Oh, absolutely. There are so many joys that we encounter every day and often we don’t notice them until they are gone. The small ones really make a difference, don’t they? Hope you have a wonderful week too!

    Hi DEBORAH:
    It really is a gift. How lucky we are to be able to read those beautiful words!

    Hi JENNIFER:
    I know. Isn’t it amazing he was so young and produced such an incredible body of work? I think he only wrote seriously for about 3 years. I am blown away by that. Oh yeah. Some gifts are definitely divine. I can also see that touch of the divine in Mozart, John Coltrane and Jimi Hendrix. Talent like that is so exceptional there is no other explanation.

    Hi MELEAH:
    I think you will like the movie although I will warn you it is quite sad. I will never get over his talent at such a young age, either. Just mind-blowing!!!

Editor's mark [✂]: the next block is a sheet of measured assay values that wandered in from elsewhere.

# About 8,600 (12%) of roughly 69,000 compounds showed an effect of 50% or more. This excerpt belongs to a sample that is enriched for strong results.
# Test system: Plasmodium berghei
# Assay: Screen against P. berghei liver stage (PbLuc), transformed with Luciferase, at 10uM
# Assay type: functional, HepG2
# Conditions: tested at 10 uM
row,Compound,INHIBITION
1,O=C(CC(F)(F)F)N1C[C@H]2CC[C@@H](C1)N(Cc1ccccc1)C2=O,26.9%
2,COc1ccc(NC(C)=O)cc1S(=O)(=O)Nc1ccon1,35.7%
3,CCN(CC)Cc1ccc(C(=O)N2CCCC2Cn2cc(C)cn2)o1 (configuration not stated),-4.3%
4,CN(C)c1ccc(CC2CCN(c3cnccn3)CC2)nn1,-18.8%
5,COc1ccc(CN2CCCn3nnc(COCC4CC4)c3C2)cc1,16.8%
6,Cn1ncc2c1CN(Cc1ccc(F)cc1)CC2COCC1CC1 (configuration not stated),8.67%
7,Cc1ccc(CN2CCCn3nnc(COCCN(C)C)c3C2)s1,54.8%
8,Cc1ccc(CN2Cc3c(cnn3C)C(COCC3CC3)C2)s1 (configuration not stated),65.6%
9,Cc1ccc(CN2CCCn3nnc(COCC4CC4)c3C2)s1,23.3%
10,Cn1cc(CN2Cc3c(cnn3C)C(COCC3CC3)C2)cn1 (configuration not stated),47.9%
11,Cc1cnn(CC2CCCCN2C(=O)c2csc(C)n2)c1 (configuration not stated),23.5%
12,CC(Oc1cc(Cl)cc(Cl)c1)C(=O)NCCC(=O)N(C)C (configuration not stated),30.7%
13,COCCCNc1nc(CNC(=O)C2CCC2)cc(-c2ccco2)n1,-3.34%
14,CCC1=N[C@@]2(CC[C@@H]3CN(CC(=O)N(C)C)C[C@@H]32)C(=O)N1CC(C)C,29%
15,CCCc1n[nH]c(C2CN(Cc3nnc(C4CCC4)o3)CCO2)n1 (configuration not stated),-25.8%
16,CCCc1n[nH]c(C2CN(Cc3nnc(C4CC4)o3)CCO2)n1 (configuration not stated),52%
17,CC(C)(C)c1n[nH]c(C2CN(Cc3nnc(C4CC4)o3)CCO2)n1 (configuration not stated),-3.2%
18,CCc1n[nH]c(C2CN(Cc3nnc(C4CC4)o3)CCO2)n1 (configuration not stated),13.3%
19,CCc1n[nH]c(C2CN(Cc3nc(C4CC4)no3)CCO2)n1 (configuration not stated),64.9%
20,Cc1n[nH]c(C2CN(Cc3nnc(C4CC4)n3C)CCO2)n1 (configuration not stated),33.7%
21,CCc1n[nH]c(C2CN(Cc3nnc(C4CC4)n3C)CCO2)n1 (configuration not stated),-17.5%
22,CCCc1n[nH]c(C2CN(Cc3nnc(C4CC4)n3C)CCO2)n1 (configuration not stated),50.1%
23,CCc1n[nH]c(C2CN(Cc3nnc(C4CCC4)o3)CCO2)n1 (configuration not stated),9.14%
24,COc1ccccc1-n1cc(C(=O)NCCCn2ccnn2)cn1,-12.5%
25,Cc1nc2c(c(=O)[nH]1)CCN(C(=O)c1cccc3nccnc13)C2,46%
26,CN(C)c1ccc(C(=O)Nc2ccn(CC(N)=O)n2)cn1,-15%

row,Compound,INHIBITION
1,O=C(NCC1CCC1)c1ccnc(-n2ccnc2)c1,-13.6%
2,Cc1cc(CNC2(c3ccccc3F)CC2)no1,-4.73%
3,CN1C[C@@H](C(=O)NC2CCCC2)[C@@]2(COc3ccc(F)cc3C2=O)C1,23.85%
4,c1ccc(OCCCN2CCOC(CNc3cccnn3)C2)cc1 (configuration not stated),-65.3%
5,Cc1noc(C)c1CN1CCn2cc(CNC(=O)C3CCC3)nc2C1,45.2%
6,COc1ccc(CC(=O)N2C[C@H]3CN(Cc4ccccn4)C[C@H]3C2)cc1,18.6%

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  5. Beautiful post Selma. Stephen Fry in ‘The Ode Less Travelled’ says he fell in love with a line of Keats ‘And Madeline asleep in lap of legends old’ – and Fry says ‘I know this is all fey and mockable. Very sensitive, cardigan-wearing reading glasses on a thin gold chain old poof who runs an antique business and yearns for beauty. Ah, my beloved Keats, such a solace to me in this world of reality television and chicken nuggets.’ – haha – I will agree with Stephen Fry and you Selma and I must see that movie.

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  6. Wonderful post, Selma. I, too, am a Keats fan. To Autumn is one of my favourite poems. Your post reminded me of another one of my favourites: